Province promises money for student mental health

The Alberta government is pledging $10 million to improve mental health services for students at the province's post-secondary schools.
The University of Alberta, which has nearly 40,000 students, will receive $3-million grants, along with universities in Calgary and Lethbridge. (CBC News)

The Alberta government is pledging $10 million  to improve mental health services for students at the province’s post-secondary schools.

The money, spread out over three years, comes as health officials express concern over studies that find suicide and psychiatric disorders are common in students.

"Isolation and stress are common student experiences across Alberta," said Health Minister Fred Horne.

"Helping students learn to cope is just as important as helping them learn, and when they come forward for help the resources need to be there to assist them when they are most receptive."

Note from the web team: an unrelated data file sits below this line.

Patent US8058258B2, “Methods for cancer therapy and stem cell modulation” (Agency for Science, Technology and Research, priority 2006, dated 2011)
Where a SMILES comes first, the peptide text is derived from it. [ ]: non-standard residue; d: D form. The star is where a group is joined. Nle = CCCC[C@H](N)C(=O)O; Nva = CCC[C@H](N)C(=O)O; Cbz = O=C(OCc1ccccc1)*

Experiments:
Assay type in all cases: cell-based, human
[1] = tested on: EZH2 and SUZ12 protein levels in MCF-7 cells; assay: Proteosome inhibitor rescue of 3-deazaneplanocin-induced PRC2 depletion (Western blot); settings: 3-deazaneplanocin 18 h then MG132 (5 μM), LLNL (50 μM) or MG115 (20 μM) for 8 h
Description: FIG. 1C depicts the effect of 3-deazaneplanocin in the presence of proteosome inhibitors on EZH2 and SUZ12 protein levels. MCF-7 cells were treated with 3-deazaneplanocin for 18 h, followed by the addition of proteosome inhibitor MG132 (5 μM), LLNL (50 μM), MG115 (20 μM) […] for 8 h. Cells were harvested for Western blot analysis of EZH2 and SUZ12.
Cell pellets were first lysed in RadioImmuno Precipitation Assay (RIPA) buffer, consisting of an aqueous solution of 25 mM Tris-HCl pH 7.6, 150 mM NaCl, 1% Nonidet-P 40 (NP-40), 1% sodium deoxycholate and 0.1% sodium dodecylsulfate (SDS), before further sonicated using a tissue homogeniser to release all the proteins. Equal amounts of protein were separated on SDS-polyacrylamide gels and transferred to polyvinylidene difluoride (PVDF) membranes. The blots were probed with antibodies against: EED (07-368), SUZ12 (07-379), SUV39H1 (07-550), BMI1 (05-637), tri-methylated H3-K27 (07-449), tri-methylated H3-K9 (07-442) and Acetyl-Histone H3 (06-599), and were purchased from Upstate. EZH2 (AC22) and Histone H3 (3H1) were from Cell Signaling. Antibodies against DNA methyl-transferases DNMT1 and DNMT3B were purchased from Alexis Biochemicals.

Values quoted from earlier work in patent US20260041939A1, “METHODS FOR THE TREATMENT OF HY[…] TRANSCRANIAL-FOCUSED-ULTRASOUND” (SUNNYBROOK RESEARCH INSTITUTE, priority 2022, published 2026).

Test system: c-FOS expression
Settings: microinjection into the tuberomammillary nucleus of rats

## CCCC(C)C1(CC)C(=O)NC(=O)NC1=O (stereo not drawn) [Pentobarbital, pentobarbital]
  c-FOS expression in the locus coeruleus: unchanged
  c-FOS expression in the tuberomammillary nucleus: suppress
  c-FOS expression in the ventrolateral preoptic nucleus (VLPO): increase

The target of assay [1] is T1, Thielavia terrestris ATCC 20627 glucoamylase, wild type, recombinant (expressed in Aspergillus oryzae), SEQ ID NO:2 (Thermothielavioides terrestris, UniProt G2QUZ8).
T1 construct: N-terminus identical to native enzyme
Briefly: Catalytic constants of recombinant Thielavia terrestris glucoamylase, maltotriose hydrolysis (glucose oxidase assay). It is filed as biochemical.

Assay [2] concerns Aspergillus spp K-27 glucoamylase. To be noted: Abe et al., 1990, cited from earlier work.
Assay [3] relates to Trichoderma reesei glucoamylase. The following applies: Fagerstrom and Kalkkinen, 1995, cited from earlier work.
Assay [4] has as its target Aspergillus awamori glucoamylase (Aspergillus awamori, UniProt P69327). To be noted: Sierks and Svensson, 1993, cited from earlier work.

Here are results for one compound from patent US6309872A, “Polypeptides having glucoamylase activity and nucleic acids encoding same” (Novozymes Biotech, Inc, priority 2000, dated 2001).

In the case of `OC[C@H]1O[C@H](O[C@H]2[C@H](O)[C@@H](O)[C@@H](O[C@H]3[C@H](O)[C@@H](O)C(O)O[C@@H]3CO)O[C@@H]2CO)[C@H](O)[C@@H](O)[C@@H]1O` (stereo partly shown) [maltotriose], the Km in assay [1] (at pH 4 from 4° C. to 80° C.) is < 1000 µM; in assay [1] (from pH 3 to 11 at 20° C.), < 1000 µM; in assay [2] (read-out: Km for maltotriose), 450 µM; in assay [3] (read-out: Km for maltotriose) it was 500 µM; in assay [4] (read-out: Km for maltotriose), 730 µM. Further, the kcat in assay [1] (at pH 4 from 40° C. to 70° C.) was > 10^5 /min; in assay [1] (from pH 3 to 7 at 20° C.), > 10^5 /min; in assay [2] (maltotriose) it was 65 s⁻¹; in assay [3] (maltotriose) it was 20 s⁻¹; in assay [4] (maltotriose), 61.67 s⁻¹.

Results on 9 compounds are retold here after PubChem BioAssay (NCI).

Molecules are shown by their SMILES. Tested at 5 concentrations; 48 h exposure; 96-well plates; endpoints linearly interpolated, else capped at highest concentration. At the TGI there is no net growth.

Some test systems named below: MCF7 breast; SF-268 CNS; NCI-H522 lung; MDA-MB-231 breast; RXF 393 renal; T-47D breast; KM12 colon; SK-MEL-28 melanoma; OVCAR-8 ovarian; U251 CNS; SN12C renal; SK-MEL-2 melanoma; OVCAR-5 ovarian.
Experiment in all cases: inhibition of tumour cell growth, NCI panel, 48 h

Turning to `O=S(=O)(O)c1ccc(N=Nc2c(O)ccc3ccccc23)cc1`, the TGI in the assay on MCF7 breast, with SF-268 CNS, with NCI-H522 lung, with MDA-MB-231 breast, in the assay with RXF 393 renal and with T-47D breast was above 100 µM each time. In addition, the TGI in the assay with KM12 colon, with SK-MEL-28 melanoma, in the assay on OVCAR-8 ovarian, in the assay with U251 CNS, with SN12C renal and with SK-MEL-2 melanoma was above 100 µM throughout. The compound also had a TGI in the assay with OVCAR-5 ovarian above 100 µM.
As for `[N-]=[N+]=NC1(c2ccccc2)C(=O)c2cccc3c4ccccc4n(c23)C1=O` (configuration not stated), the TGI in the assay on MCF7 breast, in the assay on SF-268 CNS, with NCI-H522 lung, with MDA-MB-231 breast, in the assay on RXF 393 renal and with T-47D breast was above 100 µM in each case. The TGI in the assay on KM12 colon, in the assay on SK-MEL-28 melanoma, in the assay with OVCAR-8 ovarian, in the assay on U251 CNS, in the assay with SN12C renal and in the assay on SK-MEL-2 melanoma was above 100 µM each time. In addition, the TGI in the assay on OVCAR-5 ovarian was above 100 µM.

The University of Alberta will get a $3-million grant to hire psychologists, psychiatric nurses and social workers. Horne said schools like the U of A, which has almost 40,000 students, must be able to help students who are dealing with mental health issues.

"This is a small city by Alberta standards and by locating the services here and by focussing on the people that study here and work here, we're able to create sort of  a mini-mental health system."

The University of Calgary and the University of Lethbridge will also get $3-million grants.

An additional $1.5 million will be spread among other schools in the province.